Friday, June 22, 2007

The Case AGAINST Military Draft in Kenya

This post was written for Kenya Imagine, the nation’s first interactive newspaper. It is a response to one writer’s call for a “national conscription program.”

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Dave Nyambati’s call for a military draft in Kenya is both socially unacceptable and economically unsustainable. Such a policy will breed a generation that believes serikali ndiye baba na mama yao, i.e., they are entitled to state-provided food, clothing, jobs, college degrees, and even happy marriages. On the other hand, politicians and bureaucrats will start seeing the youth as nothing but government property, which has no say whatsoever. Any attempt to rise will be met with threats of employment and forced arrest. The vibrant youth will then respond with what they know best: violence. What began like a well intentioned move will become a monster that will haunt our society for generations to come. Is that what we want?

Financing the program will not be cheap. The taxpayer that Dave’s policy is seeking to help will start paying more taxes, which will finance the expanded military’s hardware, food, medical bills, pension, paid leaves, and all other goodies that come with a government career.

I have come to a conclusion that our security sector does not need more personnel or funds to perform its duty. What we need is total transparency on how taxpayers billions are being utilized. This follows a short study on military spending in East Africa. See the following piece that I published during the Anglo Leasing hearings (Daily Nation March 1, 2006):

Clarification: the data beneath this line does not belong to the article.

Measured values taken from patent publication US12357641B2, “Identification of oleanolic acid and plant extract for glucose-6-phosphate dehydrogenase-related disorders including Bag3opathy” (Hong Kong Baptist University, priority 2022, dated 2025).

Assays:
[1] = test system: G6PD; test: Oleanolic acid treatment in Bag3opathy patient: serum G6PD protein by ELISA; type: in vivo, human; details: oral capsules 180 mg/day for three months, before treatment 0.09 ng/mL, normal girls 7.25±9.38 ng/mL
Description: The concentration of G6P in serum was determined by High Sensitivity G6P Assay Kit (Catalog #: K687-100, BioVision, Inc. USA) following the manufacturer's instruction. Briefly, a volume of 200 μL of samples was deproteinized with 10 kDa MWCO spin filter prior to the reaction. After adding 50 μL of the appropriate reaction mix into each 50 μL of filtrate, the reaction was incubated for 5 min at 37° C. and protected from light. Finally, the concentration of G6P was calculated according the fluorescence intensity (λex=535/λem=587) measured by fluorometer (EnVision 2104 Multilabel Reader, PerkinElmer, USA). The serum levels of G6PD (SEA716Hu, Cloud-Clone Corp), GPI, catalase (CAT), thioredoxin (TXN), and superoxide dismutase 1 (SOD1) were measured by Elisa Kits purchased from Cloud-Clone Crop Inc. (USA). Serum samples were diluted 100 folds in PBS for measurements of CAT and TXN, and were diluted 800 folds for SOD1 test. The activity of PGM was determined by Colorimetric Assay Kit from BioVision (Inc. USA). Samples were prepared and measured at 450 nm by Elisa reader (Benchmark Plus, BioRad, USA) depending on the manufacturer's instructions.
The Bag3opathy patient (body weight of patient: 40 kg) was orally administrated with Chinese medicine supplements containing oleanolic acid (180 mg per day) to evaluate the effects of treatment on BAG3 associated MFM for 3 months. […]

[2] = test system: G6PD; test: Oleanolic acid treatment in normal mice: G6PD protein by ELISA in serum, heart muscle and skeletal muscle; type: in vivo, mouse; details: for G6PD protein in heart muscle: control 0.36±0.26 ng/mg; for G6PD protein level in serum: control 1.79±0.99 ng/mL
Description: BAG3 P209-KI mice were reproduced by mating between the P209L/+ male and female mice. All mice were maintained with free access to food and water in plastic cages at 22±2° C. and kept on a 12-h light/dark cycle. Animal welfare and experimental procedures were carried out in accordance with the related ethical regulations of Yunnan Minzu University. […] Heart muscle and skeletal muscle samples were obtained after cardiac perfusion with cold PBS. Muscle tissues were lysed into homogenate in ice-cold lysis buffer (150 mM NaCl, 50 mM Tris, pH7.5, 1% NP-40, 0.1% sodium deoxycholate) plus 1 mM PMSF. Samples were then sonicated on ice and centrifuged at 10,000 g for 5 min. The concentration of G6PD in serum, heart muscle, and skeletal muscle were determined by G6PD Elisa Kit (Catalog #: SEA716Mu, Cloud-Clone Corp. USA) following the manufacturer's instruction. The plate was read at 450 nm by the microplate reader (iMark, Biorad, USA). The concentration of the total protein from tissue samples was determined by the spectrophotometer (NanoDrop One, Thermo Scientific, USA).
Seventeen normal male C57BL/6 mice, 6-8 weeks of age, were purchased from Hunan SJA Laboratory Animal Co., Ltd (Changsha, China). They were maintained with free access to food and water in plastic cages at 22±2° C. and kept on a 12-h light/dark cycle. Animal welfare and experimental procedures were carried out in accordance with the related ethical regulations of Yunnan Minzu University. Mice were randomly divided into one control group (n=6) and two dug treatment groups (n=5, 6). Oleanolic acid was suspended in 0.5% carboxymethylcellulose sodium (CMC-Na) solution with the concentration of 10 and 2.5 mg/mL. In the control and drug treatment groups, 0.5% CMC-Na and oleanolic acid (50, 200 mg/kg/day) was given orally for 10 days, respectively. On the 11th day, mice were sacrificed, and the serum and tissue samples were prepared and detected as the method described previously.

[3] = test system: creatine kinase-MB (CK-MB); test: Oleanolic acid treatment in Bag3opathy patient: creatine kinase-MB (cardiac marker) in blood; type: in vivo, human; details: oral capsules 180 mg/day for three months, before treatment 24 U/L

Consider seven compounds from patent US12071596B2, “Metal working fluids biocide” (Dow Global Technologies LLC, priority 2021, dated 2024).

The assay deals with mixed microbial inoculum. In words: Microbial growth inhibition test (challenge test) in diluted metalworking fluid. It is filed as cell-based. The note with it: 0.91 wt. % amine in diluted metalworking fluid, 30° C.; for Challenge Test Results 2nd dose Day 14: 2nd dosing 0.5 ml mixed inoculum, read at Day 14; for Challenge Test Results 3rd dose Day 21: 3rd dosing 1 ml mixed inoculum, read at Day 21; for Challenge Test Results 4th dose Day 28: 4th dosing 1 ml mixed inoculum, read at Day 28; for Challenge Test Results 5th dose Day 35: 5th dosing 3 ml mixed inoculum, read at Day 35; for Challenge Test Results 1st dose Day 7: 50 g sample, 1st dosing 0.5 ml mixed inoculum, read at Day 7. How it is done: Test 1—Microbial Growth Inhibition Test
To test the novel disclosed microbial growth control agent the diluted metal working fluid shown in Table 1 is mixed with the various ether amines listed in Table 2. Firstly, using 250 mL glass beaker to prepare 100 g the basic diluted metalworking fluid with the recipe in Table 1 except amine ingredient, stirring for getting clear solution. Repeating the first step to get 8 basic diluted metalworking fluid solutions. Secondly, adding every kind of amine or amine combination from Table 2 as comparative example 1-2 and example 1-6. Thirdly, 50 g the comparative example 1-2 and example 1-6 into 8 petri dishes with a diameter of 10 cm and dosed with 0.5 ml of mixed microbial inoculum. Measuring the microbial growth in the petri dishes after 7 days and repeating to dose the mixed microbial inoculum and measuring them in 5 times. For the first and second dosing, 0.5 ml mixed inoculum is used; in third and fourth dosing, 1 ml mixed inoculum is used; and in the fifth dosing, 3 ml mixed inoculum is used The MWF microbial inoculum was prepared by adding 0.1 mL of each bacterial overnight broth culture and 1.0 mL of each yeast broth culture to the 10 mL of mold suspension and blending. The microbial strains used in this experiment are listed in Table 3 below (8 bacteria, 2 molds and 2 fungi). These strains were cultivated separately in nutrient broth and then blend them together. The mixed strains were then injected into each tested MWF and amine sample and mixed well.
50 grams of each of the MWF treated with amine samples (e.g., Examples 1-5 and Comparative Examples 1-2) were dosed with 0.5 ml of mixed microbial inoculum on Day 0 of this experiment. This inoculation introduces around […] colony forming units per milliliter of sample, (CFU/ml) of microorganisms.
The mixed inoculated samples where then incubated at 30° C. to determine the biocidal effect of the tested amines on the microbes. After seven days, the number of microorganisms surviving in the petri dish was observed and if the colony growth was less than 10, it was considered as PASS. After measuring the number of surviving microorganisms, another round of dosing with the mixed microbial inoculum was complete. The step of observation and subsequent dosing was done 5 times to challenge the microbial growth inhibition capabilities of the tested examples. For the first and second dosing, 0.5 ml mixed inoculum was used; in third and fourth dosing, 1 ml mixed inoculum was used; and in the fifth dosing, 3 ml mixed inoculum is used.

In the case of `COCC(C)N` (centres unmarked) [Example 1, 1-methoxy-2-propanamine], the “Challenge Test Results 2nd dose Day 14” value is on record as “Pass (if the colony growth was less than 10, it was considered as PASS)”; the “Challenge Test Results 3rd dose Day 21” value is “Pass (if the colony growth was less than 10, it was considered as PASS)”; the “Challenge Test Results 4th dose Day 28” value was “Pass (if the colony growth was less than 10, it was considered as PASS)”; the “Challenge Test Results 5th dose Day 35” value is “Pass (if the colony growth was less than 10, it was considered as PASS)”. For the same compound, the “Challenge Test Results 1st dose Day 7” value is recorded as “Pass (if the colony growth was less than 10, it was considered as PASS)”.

Kenya's military budget baffling
. . . Kenya is the biggest military spender in East Africa? Our military allocations have consistently dwarfed those of our sister states, Uganda and Tanzania. Moreover, we have been spending more per military personnel than Ethiopia did during its war with Eritrea, Sudan with SPLA, and Uganda with the LRA.

Interestingly, Kenya's army of 24,000 personnel was, as of 1999, the smallest force in Eastern Africa. This is according to the World Military Expenditures and Arms Transfers, a 2003 study by the United States Department of State. Ethiopia's army of 300,000 soldiers was the largest, followed by Sudan's 105,000. Uganda and Tanzania had 50,000 and 35,000 military personnel respectively.

One would expect our army to have the smallest budget. But NOPE!! In 1999 alone, Kenya spent $8,000 (KSh560, 000) for every soldier, excluding salaries. This was more than four times Ethiopian allocation (KSh120, 000), almost three times that of Uganda (KSh200, 000), two and a half times that of Tanzania (KSh244, 000), and double that of Sudan (KSh280, 000).

That comparison affirms that Kenya has surely been spending as if she was at war. But the peace she has experienced over the years makes one wonder how her Department of Defense (DoD) ended up spending Sh150 billion between 1989 and 1999 . . .

(Click here for the entire article)

Now calculate the cost of enlisting 300, 000 high school graduates into the military year after year. Is that affordable? Some of countries that Dave mentions are lucky because Uncle Sam finances their military budgets: it’s not a secret that Egypt receives US$ 1.3 billion (80% of its annual defense budget) from the US. Israel receives about US$ 3 billion from the US alone.

*Check out Kenya Imagine.

1 comment:

Anonymous said...

The math may show we're spending more on the military, but how much of that money is REALLY going towards true military expenditures.

That's the question